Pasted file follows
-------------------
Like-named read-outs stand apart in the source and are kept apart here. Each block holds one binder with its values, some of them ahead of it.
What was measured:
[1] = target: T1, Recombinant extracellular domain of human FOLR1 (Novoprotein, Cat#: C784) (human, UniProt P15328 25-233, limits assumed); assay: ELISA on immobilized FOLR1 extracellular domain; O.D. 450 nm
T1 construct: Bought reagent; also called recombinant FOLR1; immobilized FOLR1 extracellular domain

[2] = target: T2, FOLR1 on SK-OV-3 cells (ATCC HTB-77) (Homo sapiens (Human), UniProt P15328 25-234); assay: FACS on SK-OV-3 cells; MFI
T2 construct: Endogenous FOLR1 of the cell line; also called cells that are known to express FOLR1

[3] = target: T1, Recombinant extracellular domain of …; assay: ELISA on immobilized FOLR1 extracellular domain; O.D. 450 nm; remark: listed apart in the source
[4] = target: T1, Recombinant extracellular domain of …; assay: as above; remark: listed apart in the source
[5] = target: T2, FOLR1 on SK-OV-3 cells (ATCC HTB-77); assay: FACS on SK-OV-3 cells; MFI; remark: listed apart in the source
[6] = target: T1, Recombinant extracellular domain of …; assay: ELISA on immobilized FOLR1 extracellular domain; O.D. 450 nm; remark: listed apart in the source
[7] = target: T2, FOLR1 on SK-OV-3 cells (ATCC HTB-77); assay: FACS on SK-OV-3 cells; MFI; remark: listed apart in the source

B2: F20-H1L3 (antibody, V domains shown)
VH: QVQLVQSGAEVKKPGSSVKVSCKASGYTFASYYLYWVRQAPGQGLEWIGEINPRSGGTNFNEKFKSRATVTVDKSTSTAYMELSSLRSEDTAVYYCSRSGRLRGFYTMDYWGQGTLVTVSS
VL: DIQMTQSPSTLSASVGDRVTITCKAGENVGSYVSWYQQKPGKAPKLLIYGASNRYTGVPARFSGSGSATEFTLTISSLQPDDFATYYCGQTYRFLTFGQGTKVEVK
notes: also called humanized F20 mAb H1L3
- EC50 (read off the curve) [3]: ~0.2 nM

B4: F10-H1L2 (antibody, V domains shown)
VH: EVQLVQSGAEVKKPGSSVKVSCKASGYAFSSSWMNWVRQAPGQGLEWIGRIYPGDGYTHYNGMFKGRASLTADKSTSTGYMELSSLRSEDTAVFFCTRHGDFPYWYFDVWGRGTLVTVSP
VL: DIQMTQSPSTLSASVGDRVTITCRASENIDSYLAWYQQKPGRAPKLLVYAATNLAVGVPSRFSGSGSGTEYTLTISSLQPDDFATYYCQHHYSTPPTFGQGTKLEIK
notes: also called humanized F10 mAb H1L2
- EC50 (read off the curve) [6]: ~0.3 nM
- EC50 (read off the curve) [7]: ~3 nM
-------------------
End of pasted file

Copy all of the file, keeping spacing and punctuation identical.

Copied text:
Like-named read-outs stand apart in the source and are kept apart here. Each block holds one binder with its values, some of them ahead of it.
What was measured:
[1] = target: T1, Recombinant extracellular domain of human FOLR1 (Novoprotein, Cat#: C784) (human, UniProt P15328 25-233, limits assumed); assay: ELISA on immobilized FOLR1 extracellular domain; O.D. 450 nm
T1 construct: Bought reagent; also called recombinant FOLR1; immobilized FOLR1 extracellular domain

[2] = target: T2, FOLR1 on SK-OV-3 cells (ATCC HTB-77) (Homo sapiens (Human), UniProt P15328 25-234); assay: FACS on SK-OV-3 cells; MFI
T2 construct: Endogenous FOLR1 of the cell line; also called cells that are known to express FOLR1

[3] = target: T1, Recombinant extracellular domain of …; assay: ELISA on immobilized FOLR1 extracellular domain; O.D. 450 nm; remark: listed apart in the source
[4] = target: T1, Recombinant extracellular domain of …; assay: as above; remark: listed apart in the source
[5] = target: T2, FOLR1 on SK-OV-3 cells (ATCC HTB-77); assay: FACS on SK-OV-3 cells; MFI; remark: listed apart in the source
[6] = target: T1, Recombinant extracellular domain of …; assay: ELISA on immobilized FOLR1 extracellular domain; O.D. 450 nm; remark: listed apart in the source
[7] = target: T2, FOLR1 on SK-OV-3 cells (ATCC HTB-77); assay: FACS on SK-OV-3 cells; MFI; remark: listed apart in the source

B2: F20-H1L3 (antibody, V domains shown)
VH: QVQLVQSGAEVKKPGSSVKVSCKASGYTFASYYLYWVRQAPGQGLEWIGEINPRSGGTNFNEKFKSRATVTVDKSTSTAYMELSSLRSEDTAVYYCSRSGRLRGFYTMDYWGQGTLVTVSS
VL: DIQMTQSPSTLSASVGDRVTITCKAGENVGSYVSWYQQKPGKAPKLLIYGASNRYTGVPARFSGSGSATEFTLTISSLQPDDFATYYCGQTYRFLTFGQGTKVEVK
notes: also called humanized F20 mAb H1L3
- EC50 (read off the curve) [3]: ~0.2 nM

B4: F10-H1L2 (antibody, V domains shown)
VH: EVQLVQSGAEVKKPGSSVKVSCKASGYAFSSSWMNWVRQAPGQGLEWIGRIYPGDGYTHYNGMFKGRASLTADKSTSTGYMELSSLRSEDTAVFFCTRHGDFPYWYFDVWGRGTLVTVSP
VL: DIQMTQSPSTLSASVGDRVTITCRASENIDSYLAWYQQKPGRAPKLLVYAATNLAVGVPSRFSGSGSGTEYTLTISSLQPDDFATYYCQHHYSTPPTFGQGTKLEIK
notes: also called humanized F10 mAb H1L2
- EC50 (read off the curve) [6]: ~0.3 nM
- EC50 (read off the curve) [7]: ~3 nM